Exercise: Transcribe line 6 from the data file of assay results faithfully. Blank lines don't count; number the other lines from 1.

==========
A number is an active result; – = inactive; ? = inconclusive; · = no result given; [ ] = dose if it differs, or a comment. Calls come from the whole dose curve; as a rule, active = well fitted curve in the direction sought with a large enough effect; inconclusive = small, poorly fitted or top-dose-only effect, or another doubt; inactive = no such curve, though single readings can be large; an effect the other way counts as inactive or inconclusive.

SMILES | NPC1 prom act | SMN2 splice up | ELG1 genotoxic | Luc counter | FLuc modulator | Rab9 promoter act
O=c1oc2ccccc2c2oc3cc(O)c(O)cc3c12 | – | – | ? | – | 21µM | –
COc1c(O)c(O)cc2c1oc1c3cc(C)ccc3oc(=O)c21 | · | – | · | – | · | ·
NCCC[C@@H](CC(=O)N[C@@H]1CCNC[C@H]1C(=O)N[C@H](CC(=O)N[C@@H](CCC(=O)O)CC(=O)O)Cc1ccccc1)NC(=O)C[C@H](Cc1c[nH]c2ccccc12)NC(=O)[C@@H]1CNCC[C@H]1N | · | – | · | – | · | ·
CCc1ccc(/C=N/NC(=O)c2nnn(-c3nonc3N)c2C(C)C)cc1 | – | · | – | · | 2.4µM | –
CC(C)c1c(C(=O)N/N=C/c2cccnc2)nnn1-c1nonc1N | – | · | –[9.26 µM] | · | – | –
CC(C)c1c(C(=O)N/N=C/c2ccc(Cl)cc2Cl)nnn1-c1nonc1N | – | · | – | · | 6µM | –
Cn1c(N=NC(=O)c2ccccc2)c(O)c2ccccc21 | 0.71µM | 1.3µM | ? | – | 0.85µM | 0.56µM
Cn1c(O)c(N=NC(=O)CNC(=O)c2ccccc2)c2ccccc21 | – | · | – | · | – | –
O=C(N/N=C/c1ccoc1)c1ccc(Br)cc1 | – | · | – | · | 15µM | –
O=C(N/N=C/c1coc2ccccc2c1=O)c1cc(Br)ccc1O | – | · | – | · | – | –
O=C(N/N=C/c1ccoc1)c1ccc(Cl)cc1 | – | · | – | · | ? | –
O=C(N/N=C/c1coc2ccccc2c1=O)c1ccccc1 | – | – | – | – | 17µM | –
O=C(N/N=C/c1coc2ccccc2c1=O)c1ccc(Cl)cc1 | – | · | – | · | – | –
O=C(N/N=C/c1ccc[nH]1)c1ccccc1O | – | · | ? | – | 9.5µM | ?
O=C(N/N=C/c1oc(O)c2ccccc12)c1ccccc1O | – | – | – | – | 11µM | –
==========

CCc1ccc(/C=N/NC(=O)c2nnn(-c3nonc3N)c2C(C)C)cc1 | – | · | – | · | 2.4µM | –